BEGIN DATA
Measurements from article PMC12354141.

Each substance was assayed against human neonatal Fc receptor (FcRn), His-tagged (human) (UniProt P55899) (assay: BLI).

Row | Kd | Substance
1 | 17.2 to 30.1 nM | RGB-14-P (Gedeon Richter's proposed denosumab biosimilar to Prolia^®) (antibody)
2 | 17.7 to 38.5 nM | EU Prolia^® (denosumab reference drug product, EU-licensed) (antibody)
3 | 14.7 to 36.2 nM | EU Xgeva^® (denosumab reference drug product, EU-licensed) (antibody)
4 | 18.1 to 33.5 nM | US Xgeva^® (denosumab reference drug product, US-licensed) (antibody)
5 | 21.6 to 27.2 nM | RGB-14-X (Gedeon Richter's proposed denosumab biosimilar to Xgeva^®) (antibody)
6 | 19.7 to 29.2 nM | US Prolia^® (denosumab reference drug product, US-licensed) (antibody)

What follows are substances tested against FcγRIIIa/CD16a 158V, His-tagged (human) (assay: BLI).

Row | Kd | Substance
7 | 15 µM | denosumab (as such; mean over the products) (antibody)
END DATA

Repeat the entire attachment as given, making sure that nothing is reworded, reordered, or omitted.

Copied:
Measurements from article PMC12354141.

Each substance was assayed against human neonatal Fc receptor (FcRn), His-tagged (human) (UniProt P55899) (assay: BLI).

Row | Kd | Substance
1 | 17.2 to 30.1 nM | RGB-14-P (Gedeon Richter's proposed denosumab biosimilar to Prolia^®) (antibody)
2 | 17.7 to 38.5 nM | EU Prolia^® (denosumab reference drug product, EU-licensed) (antibody)
3 | 14.7 to 36.2 nM | EU Xgeva^® (denosumab reference drug product, EU-licensed) (antibody)
4 | 18.1 to 33.5 nM | US Xgeva^® (denosumab reference drug product, US-licensed) (antibody)
5 | 21.6 to 27.2 nM | RGB-14-X (Gedeon Richter's proposed denosumab biosimilar to Xgeva^®) (antibody)
6 | 19.7 to 29.2 nM | US Prolia^® (denosumab reference drug product, US-licensed) (antibody)

What follows are substances tested against FcγRIIIa/CD16a 158V, His-tagged (human) (assay: BLI).

Row | Kd | Substance
7 | 15 µM | denosumab (as such; mean over the products) (antibody)